Who Should Debrief a Crisis Situation?

Short post this time around, but wanted to discuss an interesting question I got during my last training. The question concerned debriefing using the CPI COPING ModelSM and whether the staff member who intervened should be part of the debriefing process with the person who acted out. There are pros and cons to having that particular staff member who was involved doing the actual debriefing process.

Some of the benefits are that the staff member has intimate knowledge of what happened. If the staff member was successful with the intervention, they will probably be successful with debriefing. They will also be aware of the Precipitating Factors that triggered the behavior. They can complete the cycle of intervention. And they can be useful in providing knowledge on how to PREVENT the crisis from happening again. Etc., etc.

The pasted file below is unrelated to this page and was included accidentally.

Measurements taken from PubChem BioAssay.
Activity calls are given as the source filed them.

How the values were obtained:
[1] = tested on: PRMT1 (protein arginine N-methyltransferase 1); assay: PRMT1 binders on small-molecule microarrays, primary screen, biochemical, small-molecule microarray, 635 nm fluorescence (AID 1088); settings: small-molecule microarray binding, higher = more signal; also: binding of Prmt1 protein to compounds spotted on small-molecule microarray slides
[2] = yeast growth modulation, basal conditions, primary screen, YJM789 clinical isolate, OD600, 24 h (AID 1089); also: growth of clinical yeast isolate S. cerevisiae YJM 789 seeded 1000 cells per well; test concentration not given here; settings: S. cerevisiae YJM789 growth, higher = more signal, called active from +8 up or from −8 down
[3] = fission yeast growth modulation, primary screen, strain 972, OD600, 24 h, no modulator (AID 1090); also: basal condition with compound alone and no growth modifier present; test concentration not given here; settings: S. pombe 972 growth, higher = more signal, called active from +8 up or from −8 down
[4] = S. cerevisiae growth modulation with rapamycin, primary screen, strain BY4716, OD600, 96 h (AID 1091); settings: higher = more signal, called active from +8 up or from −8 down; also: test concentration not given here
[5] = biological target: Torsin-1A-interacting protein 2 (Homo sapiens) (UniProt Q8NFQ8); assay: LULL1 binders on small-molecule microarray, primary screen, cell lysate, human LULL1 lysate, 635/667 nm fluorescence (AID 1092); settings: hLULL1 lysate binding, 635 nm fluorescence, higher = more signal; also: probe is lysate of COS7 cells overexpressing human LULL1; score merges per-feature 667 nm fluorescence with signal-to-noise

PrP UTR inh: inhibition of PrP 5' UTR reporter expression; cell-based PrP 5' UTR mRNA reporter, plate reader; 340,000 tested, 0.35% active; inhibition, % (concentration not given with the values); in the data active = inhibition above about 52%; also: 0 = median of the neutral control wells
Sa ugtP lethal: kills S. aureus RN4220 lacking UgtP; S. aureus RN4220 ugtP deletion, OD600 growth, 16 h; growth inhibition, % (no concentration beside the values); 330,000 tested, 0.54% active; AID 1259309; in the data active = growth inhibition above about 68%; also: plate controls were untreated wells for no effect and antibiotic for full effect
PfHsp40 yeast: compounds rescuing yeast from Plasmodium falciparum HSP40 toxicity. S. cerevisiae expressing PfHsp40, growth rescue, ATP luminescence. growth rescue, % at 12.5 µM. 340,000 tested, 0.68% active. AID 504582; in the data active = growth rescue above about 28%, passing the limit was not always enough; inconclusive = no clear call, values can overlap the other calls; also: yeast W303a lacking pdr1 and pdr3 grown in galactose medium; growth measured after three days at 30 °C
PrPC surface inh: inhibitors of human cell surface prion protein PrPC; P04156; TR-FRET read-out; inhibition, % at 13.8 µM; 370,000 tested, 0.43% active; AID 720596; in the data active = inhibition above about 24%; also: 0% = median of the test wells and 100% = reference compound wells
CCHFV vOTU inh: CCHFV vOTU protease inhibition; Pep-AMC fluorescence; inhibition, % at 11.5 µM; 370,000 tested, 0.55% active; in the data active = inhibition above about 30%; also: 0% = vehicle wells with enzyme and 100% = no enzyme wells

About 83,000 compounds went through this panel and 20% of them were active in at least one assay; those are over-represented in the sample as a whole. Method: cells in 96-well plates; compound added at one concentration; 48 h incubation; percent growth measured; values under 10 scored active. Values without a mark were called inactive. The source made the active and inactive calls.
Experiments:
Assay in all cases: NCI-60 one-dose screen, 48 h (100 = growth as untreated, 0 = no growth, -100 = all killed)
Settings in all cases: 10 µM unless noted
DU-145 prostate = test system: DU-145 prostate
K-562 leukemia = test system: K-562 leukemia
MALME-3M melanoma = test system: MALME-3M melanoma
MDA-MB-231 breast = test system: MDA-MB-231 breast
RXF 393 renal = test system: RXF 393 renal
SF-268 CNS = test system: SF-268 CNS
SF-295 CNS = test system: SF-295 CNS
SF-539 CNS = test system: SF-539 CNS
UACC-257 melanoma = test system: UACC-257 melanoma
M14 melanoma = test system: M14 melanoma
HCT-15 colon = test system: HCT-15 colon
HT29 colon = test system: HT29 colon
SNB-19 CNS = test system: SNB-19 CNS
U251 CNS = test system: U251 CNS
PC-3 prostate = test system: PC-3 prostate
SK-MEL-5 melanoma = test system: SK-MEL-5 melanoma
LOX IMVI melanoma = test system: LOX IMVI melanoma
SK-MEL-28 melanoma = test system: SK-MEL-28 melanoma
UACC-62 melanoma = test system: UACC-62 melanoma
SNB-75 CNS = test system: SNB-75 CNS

Some of the risks include: The staff member who intervened may not have rationally detached in time for the debriefing. They may convey a judgmental attitude during the debriefing. The care receiver may not want to have a debriefing with the staff member who intervened. The staff member may not have the authority to debrief. If the staff member who intervened was injured during the crisis, debriefing might not be high on the priority list, and that staff member may need medical attention. Etc., etc.

Please add comments below about what YOU think the pros and cons are. This will benefit your fellow human-service providers. Thank you in advance.

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“Define success by the degree of dullness in your day. A boring day is an indication that you’ve prevented and handled situations so well that it never made the evening news. That’s a good day!”